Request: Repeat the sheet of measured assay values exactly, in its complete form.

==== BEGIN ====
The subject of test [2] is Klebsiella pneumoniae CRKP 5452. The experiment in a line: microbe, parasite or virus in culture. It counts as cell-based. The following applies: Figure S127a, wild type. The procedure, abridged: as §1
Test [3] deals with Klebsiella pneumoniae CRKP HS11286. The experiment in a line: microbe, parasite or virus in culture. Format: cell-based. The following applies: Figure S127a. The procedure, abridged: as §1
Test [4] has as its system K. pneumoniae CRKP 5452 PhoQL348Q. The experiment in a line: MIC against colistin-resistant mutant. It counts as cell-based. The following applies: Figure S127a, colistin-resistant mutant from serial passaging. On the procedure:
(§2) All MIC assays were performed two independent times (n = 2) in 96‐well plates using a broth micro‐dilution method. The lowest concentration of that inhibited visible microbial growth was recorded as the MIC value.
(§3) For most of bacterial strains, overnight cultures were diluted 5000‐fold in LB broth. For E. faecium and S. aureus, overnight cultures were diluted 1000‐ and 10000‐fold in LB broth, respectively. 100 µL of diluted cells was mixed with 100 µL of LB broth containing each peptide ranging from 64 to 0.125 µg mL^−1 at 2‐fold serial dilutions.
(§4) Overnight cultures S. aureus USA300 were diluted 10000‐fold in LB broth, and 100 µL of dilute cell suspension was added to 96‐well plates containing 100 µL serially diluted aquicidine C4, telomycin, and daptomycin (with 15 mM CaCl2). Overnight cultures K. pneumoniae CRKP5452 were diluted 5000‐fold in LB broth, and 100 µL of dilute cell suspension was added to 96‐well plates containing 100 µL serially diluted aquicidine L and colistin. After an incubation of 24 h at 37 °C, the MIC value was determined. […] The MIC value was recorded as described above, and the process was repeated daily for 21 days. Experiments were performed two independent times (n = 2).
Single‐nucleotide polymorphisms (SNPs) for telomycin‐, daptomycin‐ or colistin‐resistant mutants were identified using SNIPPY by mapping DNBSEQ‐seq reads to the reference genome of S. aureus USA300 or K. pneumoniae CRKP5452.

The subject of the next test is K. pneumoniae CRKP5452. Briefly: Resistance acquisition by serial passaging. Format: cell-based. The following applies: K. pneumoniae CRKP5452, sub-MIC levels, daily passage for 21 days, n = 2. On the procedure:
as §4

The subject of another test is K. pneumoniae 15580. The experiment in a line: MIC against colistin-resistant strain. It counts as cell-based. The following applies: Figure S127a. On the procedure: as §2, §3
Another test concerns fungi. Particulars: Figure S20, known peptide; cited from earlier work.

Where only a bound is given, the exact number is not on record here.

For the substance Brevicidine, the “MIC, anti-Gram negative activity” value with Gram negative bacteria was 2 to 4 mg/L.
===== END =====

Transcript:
The subject of test [2] is Klebsiella pneumoniae CRKP 5452. The experiment in a line: microbe, parasite or virus in culture. It counts as cell-based. The following applies: Figure S127a, wild type. The procedure, abridged: as §1
Test [3] deals with Klebsiella pneumoniae CRKP HS11286. The experiment in a line: microbe, parasite or virus in culture. Format: cell-based. The following applies: Figure S127a. The procedure, abridged: as §1
Test [4] has as its system K. pneumoniae CRKP 5452 PhoQL348Q. The experiment in a line: MIC against colistin-resistant mutant. It counts as cell-based. The following applies: Figure S127a, colistin-resistant mutant from serial passaging. On the procedure:
(§2) All MIC assays were performed two independent times (n = 2) in 96‐well plates using a broth micro‐dilution method. The lowest concentration of that inhibited visible microbial growth was recorded as the MIC value.
(§3) For most of bacterial strains, overnight cultures were diluted 5000‐fold in LB broth. For E. faecium and S. aureus, overnight cultures were diluted 1000‐ and 10000‐fold in LB broth, respectively. 100 µL of diluted cells was mixed with 100 µL of LB broth containing each peptide ranging from 64 to 0.125 µg mL^−1 at 2‐fold serial dilutions.
(§4) Overnight cultures S. aureus USA300 were diluted 10000‐fold in LB broth, and 100 µL of dilute cell suspension was added to 96‐well plates containing 100 µL serially diluted aquicidine C4, telomycin, and daptomycin (with 15 mM CaCl2). Overnight cultures K. pneumoniae CRKP5452 were diluted 5000‐fold in LB broth, and 100 µL of dilute cell suspension was added to 96‐well plates containing 100 µL serially diluted aquicidine L and colistin. After an incubation of 24 h at 37 °C, the MIC value was determined. […] The MIC value was recorded as described above, and the process was repeated daily for 21 days. Experiments were performed two independent times (n = 2).
Single‐nucleotide polymorphisms (SNPs) for telomycin‐, daptomycin‐ or colistin‐resistant mutants were identified using SNIPPY by mapping DNBSEQ‐seq reads to the reference genome of S. aureus USA300 or K. pneumoniae CRKP5452.

The subject of the next test is K. pneumoniae CRKP5452. Briefly: Resistance acquisition by serial passaging. Format: cell-based. The following applies: K. pneumoniae CRKP5452, sub-MIC levels, daily passage for 21 days, n = 2. On the procedure:
as §4

The subject of another test is K. pneumoniae 15580. The experiment in a line: MIC against colistin-resistant strain. It counts as cell-based. The following applies: Figure S127a. On the procedure: as §2, §3
Another test concerns fungi. Particulars: Figure S20, known peptide; cited from earlier work.

Where only a bound is given, the exact number is not on record here.

For the substance Brevicidine, the “MIC, anti-Gram negative activity” value with Gram negative bacteria was 2 to 4 mg/L.